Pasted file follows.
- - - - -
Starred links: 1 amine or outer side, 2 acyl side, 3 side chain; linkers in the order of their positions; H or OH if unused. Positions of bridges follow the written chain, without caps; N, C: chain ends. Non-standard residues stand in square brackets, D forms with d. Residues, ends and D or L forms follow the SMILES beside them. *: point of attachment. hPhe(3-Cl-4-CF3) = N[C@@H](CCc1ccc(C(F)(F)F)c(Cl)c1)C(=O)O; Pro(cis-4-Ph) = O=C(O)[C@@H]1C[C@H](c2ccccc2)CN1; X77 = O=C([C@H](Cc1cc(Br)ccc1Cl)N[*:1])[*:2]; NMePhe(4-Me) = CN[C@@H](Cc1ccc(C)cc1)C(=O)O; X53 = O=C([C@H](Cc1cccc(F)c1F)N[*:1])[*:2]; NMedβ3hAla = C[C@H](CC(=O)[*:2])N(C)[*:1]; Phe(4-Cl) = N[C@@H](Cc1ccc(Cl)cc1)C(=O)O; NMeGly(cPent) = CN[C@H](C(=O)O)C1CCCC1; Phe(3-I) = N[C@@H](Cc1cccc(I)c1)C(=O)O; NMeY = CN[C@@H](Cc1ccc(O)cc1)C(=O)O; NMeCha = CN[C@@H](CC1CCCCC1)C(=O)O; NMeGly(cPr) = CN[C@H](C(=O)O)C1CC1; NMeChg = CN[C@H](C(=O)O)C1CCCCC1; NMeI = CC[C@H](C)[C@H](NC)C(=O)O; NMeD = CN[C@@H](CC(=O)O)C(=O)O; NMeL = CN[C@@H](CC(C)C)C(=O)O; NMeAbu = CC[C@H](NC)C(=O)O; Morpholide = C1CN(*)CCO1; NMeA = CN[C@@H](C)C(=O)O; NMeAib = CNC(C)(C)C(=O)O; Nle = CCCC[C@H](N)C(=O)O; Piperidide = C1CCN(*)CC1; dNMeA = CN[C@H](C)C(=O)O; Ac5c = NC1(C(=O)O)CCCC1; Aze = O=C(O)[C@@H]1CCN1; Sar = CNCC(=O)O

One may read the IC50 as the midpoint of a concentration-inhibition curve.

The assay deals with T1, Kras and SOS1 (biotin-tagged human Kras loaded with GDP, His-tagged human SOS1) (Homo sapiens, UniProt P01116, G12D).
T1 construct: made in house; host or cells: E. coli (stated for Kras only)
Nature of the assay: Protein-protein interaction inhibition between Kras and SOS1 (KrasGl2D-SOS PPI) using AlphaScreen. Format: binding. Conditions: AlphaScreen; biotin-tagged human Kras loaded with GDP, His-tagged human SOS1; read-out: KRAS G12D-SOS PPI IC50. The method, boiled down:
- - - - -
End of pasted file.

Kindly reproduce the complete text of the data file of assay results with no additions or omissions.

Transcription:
Starred links: 1 amine or outer side, 2 acyl side, 3 side chain; linkers in the order of their positions; H or OH if unused. Positions of bridges follow the written chain, without caps; N, C: chain ends. Non-standard residues stand in square brackets, D forms with d. Residues, ends and D or L forms follow the SMILES beside them. *: point of attachment. hPhe(3-Cl-4-CF3) = N[C@@H](CCc1ccc(C(F)(F)F)c(Cl)c1)C(=O)O; Pro(cis-4-Ph) = O=C(O)[C@@H]1C[C@H](c2ccccc2)CN1; X77 = O=C([C@H](Cc1cc(Br)ccc1Cl)N[*:1])[*:2]; NMePhe(4-Me) = CN[C@@H](Cc1ccc(C)cc1)C(=O)O; X53 = O=C([C@H](Cc1cccc(F)c1F)N[*:1])[*:2]; NMedβ3hAla = C[C@H](CC(=O)[*:2])N(C)[*:1]; Phe(4-Cl) = N[C@@H](Cc1ccc(Cl)cc1)C(=O)O; NMeGly(cPent) = CN[C@H](C(=O)O)C1CCCC1; Phe(3-I) = N[C@@H](Cc1cccc(I)c1)C(=O)O; NMeY = CN[C@@H](Cc1ccc(O)cc1)C(=O)O; NMeCha = CN[C@@H](CC1CCCCC1)C(=O)O; NMeGly(cPr) = CN[C@H](C(=O)O)C1CC1; NMeChg = CN[C@H](C(=O)O)C1CCCCC1; NMeI = CC[C@H](C)[C@H](NC)C(=O)O; NMeD = CN[C@@H](CC(=O)O)C(=O)O; NMeL = CN[C@@H](CC(C)C)C(=O)O; NMeAbu = CC[C@H](NC)C(=O)O; Morpholide = C1CN(*)CCO1; NMeA = CN[C@@H](C)C(=O)O; NMeAib = CNC(C)(C)C(=O)O; Nle = CCCC[C@H](N)C(=O)O; Piperidide = C1CCN(*)CC1; dNMeA = CN[C@H](C)C(=O)O; Ac5c = NC1(C(=O)O)CCCC1; Aze = O=C(O)[C@@H]1CCN1; Sar = CNCC(=O)O

One may read the IC50 as the midpoint of a concentration-inhibition curve.

The assay deals with T1, Kras and SOS1 (biotin-tagged human Kras loaded with GDP, His-tagged human SOS1) (Homo sapiens, UniProt P01116, G12D).
T1 construct: made in house; host or cells: E. coli (stated for Kras only)
Nature of the assay: Protein-protein interaction inhibition between Kras and SOS1 (KrasGl2D-SOS PPI) using AlphaScreen. Format: binding. Conditions: AlphaScreen; biotin-tagged human Kras loaded with GDP, His-tagged human SOS1; read-out: KRAS G12D-SOS PPI IC50. The method, boiled down: